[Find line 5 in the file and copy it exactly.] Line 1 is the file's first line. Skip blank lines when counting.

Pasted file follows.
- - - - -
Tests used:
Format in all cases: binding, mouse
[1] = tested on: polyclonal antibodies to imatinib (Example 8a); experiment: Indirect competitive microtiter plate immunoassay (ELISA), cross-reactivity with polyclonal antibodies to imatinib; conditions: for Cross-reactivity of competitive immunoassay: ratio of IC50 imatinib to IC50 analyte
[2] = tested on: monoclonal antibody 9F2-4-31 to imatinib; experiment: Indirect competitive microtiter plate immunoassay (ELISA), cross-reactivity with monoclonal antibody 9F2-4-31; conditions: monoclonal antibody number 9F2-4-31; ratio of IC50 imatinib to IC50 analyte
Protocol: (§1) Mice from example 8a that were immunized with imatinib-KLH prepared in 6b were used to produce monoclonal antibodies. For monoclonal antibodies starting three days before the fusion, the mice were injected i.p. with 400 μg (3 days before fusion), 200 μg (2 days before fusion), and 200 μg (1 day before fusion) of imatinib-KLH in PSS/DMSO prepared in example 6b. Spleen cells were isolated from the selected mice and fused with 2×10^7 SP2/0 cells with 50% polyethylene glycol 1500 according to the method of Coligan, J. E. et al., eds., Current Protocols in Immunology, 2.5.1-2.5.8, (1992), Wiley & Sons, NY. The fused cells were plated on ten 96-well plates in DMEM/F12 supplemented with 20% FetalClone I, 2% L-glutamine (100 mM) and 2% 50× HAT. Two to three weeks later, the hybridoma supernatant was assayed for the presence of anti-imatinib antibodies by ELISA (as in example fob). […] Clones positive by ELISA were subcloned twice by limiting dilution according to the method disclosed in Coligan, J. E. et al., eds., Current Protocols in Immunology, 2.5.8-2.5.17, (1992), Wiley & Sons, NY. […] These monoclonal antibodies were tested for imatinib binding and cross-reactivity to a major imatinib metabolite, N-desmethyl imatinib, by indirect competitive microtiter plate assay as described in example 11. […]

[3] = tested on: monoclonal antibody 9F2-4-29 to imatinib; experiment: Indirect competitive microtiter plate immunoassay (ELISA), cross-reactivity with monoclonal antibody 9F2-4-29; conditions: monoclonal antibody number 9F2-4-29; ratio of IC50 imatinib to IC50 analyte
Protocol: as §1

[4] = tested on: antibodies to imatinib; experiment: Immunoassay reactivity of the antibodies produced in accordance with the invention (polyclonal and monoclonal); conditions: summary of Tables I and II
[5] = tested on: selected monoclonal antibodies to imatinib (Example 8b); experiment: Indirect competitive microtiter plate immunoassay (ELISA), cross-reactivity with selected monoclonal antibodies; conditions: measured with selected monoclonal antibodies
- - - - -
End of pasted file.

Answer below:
Protocol: (§1) Mice from example 8a that were immunized with imatinib-KLH prepared in 6b were used to produce monoclonal antibodies. For monoclonal antibodies starting three days before the fusion, the mice were injected i.p. with 400 μg (3 days before fusion), 200 μg (2 days before fusion), and 200 μg (1 day before fusion) of imatinib-KLH in PSS/DMSO prepared in example 6b. Spleen cells were isolated from the selected mice and fused with 2×10^7 SP2/0 cells with 50% polyethylene glycol 1500 according to the method of Coligan, J. E. et al., eds., Current Protocols in Immunology, 2.5.1-2.5.8, (1992), Wiley & Sons, NY. The fused cells were plated on ten 96-well plates in DMEM/F12 supplemented with 20% FetalClone I, 2% L-glutamine (100 mM) and 2% 50× HAT. Two to three weeks later, the hybridoma supernatant was assayed for the presence of anti-imatinib antibodies by ELISA (as in example fob). […] Clones positive by ELISA were subcloned twice by limiting dilution according to the method disclosed in Coligan, J. E. et al., eds., Current Protocols in Immunology, 2.5.8-2.5.17, (1992), Wiley & Sons, NY. […] These monoclonal antibodies were tested for imatinib binding and cross-reactivity to a major imatinib metabolite, N-desmethyl imatinib, by indirect competitive microtiter plate assay as described in example 11. […]